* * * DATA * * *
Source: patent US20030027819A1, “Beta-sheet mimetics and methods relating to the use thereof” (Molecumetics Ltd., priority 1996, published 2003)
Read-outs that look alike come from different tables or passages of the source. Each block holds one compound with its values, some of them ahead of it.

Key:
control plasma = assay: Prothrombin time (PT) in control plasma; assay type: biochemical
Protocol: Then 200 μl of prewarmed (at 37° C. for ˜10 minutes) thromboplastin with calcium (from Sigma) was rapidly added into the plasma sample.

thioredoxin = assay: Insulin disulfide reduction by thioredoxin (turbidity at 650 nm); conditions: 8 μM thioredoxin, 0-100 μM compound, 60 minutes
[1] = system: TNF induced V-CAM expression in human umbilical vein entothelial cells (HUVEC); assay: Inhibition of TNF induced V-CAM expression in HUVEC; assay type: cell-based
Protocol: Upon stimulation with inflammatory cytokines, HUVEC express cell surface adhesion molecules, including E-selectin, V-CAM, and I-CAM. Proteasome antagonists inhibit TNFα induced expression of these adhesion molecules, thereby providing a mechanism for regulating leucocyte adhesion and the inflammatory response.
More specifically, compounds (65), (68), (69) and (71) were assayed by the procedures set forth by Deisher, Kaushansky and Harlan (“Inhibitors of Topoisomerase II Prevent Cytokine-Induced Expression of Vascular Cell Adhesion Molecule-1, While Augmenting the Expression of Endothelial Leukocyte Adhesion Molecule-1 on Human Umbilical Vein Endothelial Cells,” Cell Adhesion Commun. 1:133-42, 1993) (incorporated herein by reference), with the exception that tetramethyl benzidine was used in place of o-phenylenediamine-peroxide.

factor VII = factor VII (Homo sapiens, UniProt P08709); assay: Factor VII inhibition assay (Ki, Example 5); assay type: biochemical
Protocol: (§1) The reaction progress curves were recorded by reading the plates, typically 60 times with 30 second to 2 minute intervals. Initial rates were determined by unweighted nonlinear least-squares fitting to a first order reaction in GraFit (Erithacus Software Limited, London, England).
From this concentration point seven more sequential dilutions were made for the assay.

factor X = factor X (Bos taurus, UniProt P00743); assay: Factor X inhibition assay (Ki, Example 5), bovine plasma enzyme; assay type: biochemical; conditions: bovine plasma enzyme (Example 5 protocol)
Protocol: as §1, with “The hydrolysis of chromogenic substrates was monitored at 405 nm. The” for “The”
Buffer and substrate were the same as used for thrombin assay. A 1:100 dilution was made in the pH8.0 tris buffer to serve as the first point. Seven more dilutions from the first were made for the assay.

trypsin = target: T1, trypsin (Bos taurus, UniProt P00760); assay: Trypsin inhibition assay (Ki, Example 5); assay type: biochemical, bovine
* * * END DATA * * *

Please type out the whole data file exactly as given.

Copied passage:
Source: patent US20030027819A1, “Beta-sheet mimetics and methods relating to the use thereof” (Molecumetics Ltd., priority 1996, published 2003)
Read-outs that look alike come from different tables or passages of the source. Each block holds one compound with its values, some of them ahead of it.

Key:
control plasma = assay: Prothrombin time (PT) in control plasma; assay type: biochemical
Protocol: Then 200 μl of prewarmed (at 37° C. for ˜10 minutes) thromboplastin with calcium (from Sigma) was rapidly added into the plasma sample.

thioredoxin = assay: Insulin disulfide reduction by thioredoxin (turbidity at 650 nm); conditions: 8 μM thioredoxin, 0-100 μM compound, 60 minutes
[1] = system: TNF induced V-CAM expression in human umbilical vein entothelial cells (HUVEC); assay: Inhibition of TNF induced V-CAM expression in HUVEC; assay type: cell-based
Protocol: Upon stimulation with inflammatory cytokines, HUVEC express cell surface adhesion molecules, including E-selectin, V-CAM, and I-CAM. Proteasome antagonists inhibit TNFα induced expression of these adhesion molecules, thereby providing a mechanism for regulating leucocyte adhesion and the inflammatory response.
More specifically, compounds (65), (68), (69) and (71) were assayed by the procedures set forth by Deisher, Kaushansky and Harlan (“Inhibitors of Topoisomerase II Prevent Cytokine-Induced Expression of Vascular Cell Adhesion Molecule-1, While Augmenting the Expression of Endothelial Leukocyte Adhesion Molecule-1 on Human Umbilical Vein Endothelial Cells,” Cell Adhesion Commun. 1:133-42, 1993) (incorporated herein by reference), with the exception that tetramethyl benzidine was used in place of o-phenylenediamine-peroxide.

factor VII = factor VII (Homo sapiens, UniProt P08709); assay: Factor VII inhibition assay (Ki, Example 5); assay type: biochemical
Protocol: (§1) The reaction progress curves were recorded by reading the plates, typically 60 times with 30 second to 2 minute intervals. Initial rates were determined by unweighted nonlinear least-squares fitting to a first order reaction in GraFit (Erithacus Software Limited, London, England).
From this concentration point seven more sequential dilutions were made for the assay.

factor X = factor X (Bos taurus, UniProt P00743); assay: Factor X inhibition assay (Ki, Example 5), bovine plasma enzyme; assay type: biochemical; conditions: bovine plasma enzyme (Example 5 protocol)
Protocol: as §1, with “The hydrolysis of chromogenic substrates was monitored at 405 nm. The” for “The”
Buffer and substrate were the same as used for thrombin assay. A 1:100 dilution was made in the pH8.0 tris buffer to serve as the first point. Seven more dilutions from the first were made for the assay.

trypsin = target: T1, trypsin (Bos taurus, UniProt P00760); assay: Trypsin inhibition assay (Ki, Example 5); assay type: biochemical, bovine